Weeks After Flight, Mask Wearing Passengers Banned For Not Wearing Masks

Family received two year ban from Spirit Airlines over not wearing masks only the notice came weeks after the flight, and they say they wore masks and never had any words with employees over the issue.

The family “flew from a NY area airport to Florida in mid-January in a noneventful flight.”

The mom, dad, and their five children were masked as required by law, and had no altercation with any of the flight crew. They never left their seats, and sat in their assigned seats the entire flight. Not a word was said to the family about any mask issue or any other issues during the entire duration of the flight.

However “three weeks after their flight, the mother and father received two certified letters via FedEx stating that they since they were not in compliance with the mask mandate, they were now banned from using the airline.”

Usually it’s fairly cut-and-dried, people don’t dispute the facts or there is a contemporaneous incident with witnesses. Here there doesn’t appear to have been a social media maelstrom, and the family says this came out of the blue. There’s no due process involved. Someone could easily be banned by mistake, maybe a cabin crew member writes down the wrong row number by mistake or the wrong seats (right row, seats across the aisle). Were these passengers banned by mistake? Or are they just being coy, and know they’d done wrong?

Like the passenger Spirit banned for posting on social media how to evade their carry on bag fees, it’s a two year ban and then passengers can ask to be allowed to fly the airline again.

Unlike other airlines who have said mask bans last for the duration of the mask-wearing requirement, this one has a defined end time that is (hopefully) well-beyond how long airlines will require wearing masks, and how long the federal government will be imposing this requirement.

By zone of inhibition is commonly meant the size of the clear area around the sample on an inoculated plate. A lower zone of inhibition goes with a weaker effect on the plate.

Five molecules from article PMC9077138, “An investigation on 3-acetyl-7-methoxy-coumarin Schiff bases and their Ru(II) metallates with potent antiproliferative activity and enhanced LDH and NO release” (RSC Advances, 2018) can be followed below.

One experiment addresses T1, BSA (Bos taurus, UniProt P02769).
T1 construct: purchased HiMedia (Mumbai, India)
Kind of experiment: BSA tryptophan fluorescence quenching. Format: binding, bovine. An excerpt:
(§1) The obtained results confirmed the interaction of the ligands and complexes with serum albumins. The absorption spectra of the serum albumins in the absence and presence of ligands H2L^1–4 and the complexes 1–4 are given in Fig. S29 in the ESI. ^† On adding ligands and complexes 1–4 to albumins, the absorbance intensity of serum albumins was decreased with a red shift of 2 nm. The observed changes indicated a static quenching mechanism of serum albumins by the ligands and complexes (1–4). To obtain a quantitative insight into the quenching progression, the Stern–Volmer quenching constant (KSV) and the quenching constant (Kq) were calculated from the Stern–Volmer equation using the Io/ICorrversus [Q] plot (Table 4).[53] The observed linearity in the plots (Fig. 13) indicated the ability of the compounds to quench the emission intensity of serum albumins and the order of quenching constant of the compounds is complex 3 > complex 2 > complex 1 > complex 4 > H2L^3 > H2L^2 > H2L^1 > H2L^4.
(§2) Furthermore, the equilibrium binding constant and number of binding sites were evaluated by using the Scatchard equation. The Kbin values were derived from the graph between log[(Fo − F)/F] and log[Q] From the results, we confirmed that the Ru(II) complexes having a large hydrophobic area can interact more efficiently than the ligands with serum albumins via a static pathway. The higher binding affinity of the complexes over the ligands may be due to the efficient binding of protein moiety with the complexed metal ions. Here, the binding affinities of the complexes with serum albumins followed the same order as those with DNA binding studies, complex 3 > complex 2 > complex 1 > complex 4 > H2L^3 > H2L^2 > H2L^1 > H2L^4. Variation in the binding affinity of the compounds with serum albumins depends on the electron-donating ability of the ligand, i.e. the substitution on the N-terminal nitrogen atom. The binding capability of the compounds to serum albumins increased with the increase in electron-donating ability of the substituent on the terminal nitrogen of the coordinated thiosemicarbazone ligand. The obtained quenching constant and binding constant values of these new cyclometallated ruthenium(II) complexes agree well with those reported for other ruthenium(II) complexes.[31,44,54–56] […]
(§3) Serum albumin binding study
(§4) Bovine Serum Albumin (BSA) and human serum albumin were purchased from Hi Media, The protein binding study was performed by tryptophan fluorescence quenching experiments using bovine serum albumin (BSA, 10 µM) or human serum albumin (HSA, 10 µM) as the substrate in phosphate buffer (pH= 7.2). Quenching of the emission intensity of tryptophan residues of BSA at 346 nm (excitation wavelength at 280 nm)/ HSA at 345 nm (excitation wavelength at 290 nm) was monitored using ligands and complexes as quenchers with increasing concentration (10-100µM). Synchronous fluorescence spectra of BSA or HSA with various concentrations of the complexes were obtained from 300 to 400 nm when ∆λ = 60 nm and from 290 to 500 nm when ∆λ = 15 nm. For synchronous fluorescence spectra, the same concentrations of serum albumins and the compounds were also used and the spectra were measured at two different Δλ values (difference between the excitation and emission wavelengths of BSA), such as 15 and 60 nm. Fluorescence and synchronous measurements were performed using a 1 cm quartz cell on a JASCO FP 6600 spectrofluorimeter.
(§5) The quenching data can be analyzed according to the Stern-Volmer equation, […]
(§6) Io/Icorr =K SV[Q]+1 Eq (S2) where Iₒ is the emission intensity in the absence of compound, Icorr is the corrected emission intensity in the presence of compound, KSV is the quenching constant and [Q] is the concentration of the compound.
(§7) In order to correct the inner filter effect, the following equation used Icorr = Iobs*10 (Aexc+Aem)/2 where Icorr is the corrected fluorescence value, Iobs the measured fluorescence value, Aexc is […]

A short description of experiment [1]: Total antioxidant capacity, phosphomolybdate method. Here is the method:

About Gary Leff

Gary Leff is one of the foremost experts in the field of miles, points, and frequent business travel - a topic he has covered since 2002. Co-founder of frequent flyer community InsideFlyer.com, emcee of the Freddie Awards, and named one of the "World's Top Travel Experts" by Conde' Nast Traveler (2010-Present) Gary has been a guest on most major news media, profiled in several top print publications, and published broadly on the topic of consumer loyalty. More About Gary »

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Comments

  1. This is a blessing in disguise. Banned from Spirit should be a premium feature that prevents friends or family from booking you on them.

  2. @mon yesss I was just going to comment the same thing! If I got that notice in the mail, I’d think “great news! I can’t fly Spirit ever again!”

  3. @Gary. I think you need to check your sources. Maybe it was for refusing a cage match on Spirit. Or maybe it was for WEARING a mask.

  4. Unfortunately, my past experiences with Spirit passengers pre-COVID-19 have been comprised of individuals who most likely have bad memories of their own poor conduct.

  5. Banned from Spirit, how will I ever survive? I’d rather take Greyhound than fly Spirit

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